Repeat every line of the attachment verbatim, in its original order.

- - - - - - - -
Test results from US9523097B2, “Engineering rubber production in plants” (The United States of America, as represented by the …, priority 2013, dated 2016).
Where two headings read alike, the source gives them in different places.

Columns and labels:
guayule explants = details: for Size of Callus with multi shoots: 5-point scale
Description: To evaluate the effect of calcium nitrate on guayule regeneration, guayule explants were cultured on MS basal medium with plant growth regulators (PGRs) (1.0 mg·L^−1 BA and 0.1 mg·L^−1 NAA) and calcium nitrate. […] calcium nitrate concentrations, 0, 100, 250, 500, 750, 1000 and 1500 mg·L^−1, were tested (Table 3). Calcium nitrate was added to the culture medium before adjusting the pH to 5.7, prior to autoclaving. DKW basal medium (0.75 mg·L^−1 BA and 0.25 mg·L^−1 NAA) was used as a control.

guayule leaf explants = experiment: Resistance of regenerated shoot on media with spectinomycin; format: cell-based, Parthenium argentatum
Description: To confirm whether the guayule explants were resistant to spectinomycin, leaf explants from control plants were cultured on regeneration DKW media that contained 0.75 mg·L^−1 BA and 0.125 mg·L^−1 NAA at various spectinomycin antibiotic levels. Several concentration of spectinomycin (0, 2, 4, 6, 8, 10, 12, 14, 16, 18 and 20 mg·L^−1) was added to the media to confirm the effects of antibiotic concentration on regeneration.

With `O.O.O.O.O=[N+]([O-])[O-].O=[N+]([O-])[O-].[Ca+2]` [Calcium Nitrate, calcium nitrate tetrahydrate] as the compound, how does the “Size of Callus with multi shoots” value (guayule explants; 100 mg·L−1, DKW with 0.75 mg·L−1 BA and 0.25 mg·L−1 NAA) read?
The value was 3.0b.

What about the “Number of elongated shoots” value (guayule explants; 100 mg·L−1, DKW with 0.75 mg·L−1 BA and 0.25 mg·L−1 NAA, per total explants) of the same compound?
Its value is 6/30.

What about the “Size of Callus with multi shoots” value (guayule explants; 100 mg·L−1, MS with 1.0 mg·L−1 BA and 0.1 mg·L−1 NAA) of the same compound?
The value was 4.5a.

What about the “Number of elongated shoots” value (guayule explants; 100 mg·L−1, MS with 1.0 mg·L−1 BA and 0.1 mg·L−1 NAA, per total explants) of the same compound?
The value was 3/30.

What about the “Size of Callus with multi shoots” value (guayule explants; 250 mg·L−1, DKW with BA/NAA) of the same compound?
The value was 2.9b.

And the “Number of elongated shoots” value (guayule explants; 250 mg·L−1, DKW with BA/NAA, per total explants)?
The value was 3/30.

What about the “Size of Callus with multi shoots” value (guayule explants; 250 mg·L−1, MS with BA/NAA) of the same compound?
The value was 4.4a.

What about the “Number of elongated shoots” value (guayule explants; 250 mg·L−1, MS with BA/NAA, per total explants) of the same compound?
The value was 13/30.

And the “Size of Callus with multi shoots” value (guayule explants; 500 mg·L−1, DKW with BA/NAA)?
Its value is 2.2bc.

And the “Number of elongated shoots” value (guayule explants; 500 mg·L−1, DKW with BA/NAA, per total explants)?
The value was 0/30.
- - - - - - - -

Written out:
Test results from US9523097B2, “Engineering rubber production in plants” (The United States of America, as represented by the …, priority 2013, dated 2016).
Where two headings read alike, the source gives them in different places.

Columns and labels:
guayule explants = details: for Size of Callus with multi shoots: 5-point scale
Description: To evaluate the effect of calcium nitrate on guayule regeneration, guayule explants were cultured on MS basal medium with plant growth regulators (PGRs) (1.0 mg·L^−1 BA and 0.1 mg·L^−1 NAA) and calcium nitrate. […] calcium nitrate concentrations, 0, 100, 250, 500, 750, 1000 and 1500 mg·L^−1, were tested (Table 3). Calcium nitrate was added to the culture medium before adjusting the pH to 5.7, prior to autoclaving. DKW basal medium (0.75 mg·L^−1 BA and 0.25 mg·L^−1 NAA) was used as a control.

guayule leaf explants = experiment: Resistance of regenerated shoot on media with spectinomycin; format: cell-based, Parthenium argentatum
Description: To confirm whether the guayule explants were resistant to spectinomycin, leaf explants from control plants were cultured on regeneration DKW media that contained 0.75 mg·L^−1 BA and 0.125 mg·L^−1 NAA at various spectinomycin antibiotic levels. Several concentration of spectinomycin (0, 2, 4, 6, 8, 10, 12, 14, 16, 18 and 20 mg·L^−1) was added to the media to confirm the effects of antibiotic concentration on regeneration.

With `O.O.O.O.O=[N+]([O-])[O-].O=[N+]([O-])[O-].[Ca+2]` [Calcium Nitrate, calcium nitrate tetrahydrate] as the compound, how does the “Size of Callus with multi shoots” value (guayule explants; 100 mg·L−1, DKW with 0.75 mg·L−1 BA and 0.25 mg·L−1 NAA) read?
The value was 3.0b.

What about the “Number of elongated shoots” value (guayule explants; 100 mg·L−1, DKW with 0.75 mg·L−1 BA and 0.25 mg·L−1 NAA, per total explants) of the same compound?
Its value is 6/30.

What about the “Size of Callus with multi shoots” value (guayule explants; 100 mg·L−1, MS with 1.0 mg·L−1 BA and 0.1 mg·L−1 NAA) of the same compound?
The value was 4.5a.

What about the “Number of elongated shoots” value (guayule explants; 100 mg·L−1, MS with 1.0 mg·L−1 BA and 0.1 mg·L−1 NAA, per total explants) of the same compound?
The value was 3/30.

What about the “Size of Callus with multi shoots” value (guayule explants; 250 mg·L−1, DKW with BA/NAA) of the same compound?
The value was 2.9b.

And the “Number of elongated shoots” value (guayule explants; 250 mg·L−1, DKW with BA/NAA, per total explants)?
The value was 3/30.

What about the “Size of Callus with multi shoots” value (guayule explants; 250 mg·L−1, MS with BA/NAA) of the same compound?
The value was 4.4a.

What about the “Number of elongated shoots” value (guayule explants; 250 mg·L−1, MS with BA/NAA, per total explants) of the same compound?
The value was 13/30.

And the “Size of Callus with multi shoots” value (guayule explants; 500 mg·L−1, DKW with BA/NAA)?
Its value is 2.2bc.

And the “Number of elongated shoots” value (guayule explants; 500 mg·L−1, DKW with BA/NAA, per total explants)?
The value was 0/30.